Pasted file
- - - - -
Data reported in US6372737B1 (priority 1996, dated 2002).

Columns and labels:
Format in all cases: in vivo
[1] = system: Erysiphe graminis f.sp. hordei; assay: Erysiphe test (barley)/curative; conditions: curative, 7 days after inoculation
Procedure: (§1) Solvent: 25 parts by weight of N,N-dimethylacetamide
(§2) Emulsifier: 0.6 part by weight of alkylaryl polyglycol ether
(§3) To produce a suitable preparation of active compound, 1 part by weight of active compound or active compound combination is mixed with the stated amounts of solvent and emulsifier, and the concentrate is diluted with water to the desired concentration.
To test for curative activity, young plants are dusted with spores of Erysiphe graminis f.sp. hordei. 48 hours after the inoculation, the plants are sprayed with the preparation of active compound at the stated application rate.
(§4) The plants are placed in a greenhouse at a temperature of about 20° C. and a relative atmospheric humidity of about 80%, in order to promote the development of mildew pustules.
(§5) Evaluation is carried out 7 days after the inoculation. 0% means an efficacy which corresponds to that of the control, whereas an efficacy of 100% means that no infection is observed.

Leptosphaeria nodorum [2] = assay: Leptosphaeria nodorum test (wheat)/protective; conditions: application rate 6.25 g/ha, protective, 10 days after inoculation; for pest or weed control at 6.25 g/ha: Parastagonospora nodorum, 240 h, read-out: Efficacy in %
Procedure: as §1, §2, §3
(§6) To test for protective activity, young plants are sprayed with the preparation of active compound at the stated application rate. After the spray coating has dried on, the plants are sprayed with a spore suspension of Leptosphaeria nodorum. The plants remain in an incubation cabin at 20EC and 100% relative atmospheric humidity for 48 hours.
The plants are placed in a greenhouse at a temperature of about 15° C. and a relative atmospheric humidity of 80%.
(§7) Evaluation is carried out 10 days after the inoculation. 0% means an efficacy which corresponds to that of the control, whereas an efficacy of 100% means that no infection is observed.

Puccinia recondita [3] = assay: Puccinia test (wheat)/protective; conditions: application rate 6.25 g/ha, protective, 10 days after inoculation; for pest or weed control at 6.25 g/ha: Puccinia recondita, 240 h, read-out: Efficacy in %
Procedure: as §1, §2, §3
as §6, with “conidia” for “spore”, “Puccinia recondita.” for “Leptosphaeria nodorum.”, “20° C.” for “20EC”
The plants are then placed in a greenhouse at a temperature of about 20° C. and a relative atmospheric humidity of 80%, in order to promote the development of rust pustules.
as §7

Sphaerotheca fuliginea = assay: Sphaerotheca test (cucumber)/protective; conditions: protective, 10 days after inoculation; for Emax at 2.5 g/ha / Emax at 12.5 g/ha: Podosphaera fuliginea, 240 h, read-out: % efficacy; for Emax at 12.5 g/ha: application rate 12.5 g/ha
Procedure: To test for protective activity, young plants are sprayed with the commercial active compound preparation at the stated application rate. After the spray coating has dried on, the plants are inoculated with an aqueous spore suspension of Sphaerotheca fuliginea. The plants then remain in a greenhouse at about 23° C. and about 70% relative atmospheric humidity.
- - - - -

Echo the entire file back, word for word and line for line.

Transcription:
Data reported in US6372737B1 (priority 1996, dated 2002).

Columns and labels:
Format in all cases: in vivo
[1] = system: Erysiphe graminis f.sp. hordei; assay: Erysiphe test (barley)/curative; conditions: curative, 7 days after inoculation
Procedure: (§1) Solvent: 25 parts by weight of N,N-dimethylacetamide
(§2) Emulsifier: 0.6 part by weight of alkylaryl polyglycol ether
(§3) To produce a suitable preparation of active compound, 1 part by weight of active compound or active compound combination is mixed with the stated amounts of solvent and emulsifier, and the concentrate is diluted with water to the desired concentration.
To test for curative activity, young plants are dusted with spores of Erysiphe graminis f.sp. hordei. 48 hours after the inoculation, the plants are sprayed with the preparation of active compound at the stated application rate.
(§4) The plants are placed in a greenhouse at a temperature of about 20° C. and a relative atmospheric humidity of about 80%, in order to promote the development of mildew pustules.
(§5) Evaluation is carried out 7 days after the inoculation. 0% means an efficacy which corresponds to that of the control, whereas an efficacy of 100% means that no infection is observed.

Leptosphaeria nodorum [2] = assay: Leptosphaeria nodorum test (wheat)/protective; conditions: application rate 6.25 g/ha, protective, 10 days after inoculation; for pest or weed control at 6.25 g/ha: Parastagonospora nodorum, 240 h, read-out: Efficacy in %
Procedure: as §1, §2, §3
(§6) To test for protective activity, young plants are sprayed with the preparation of active compound at the stated application rate. After the spray coating has dried on, the plants are sprayed with a spore suspension of Leptosphaeria nodorum. The plants remain in an incubation cabin at 20EC and 100% relative atmospheric humidity for 48 hours.
The plants are placed in a greenhouse at a temperature of about 15° C. and a relative atmospheric humidity of 80%.
(§7) Evaluation is carried out 10 days after the inoculation. 0% means an efficacy which corresponds to that of the control, whereas an efficacy of 100% means that no infection is observed.

Puccinia recondita [3] = assay: Puccinia test (wheat)/protective; conditions: application rate 6.25 g/ha, protective, 10 days after inoculation; for pest or weed control at 6.25 g/ha: Puccinia recondita, 240 h, read-out: Efficacy in %
Procedure: as §1, §2, §3
as §6, with “conidia” for “spore”, “Puccinia recondita.” for “Leptosphaeria nodorum.”, “20° C.” for “20EC”
The plants are then placed in a greenhouse at a temperature of about 20° C. and a relative atmospheric humidity of 80%, in order to promote the development of rust pustules.
as §7

Sphaerotheca fuliginea = assay: Sphaerotheca test (cucumber)/protective; conditions: protective, 10 days after inoculation; for Emax at 2.5 g/ha / Emax at 12.5 g/ha: Podosphaera fuliginea, 240 h, read-out: % efficacy; for Emax at 12.5 g/ha: application rate 12.5 g/ha
Procedure: To test for protective activity, young plants are sprayed with the commercial active compound preparation at the stated application rate. After the spray coating has dried on, the plants are inoculated with an aqueous spore suspension of Sphaerotheca fuliginea. The plants then remain in a greenhouse at about 23° C. and about 70% relative atmospheric humidity.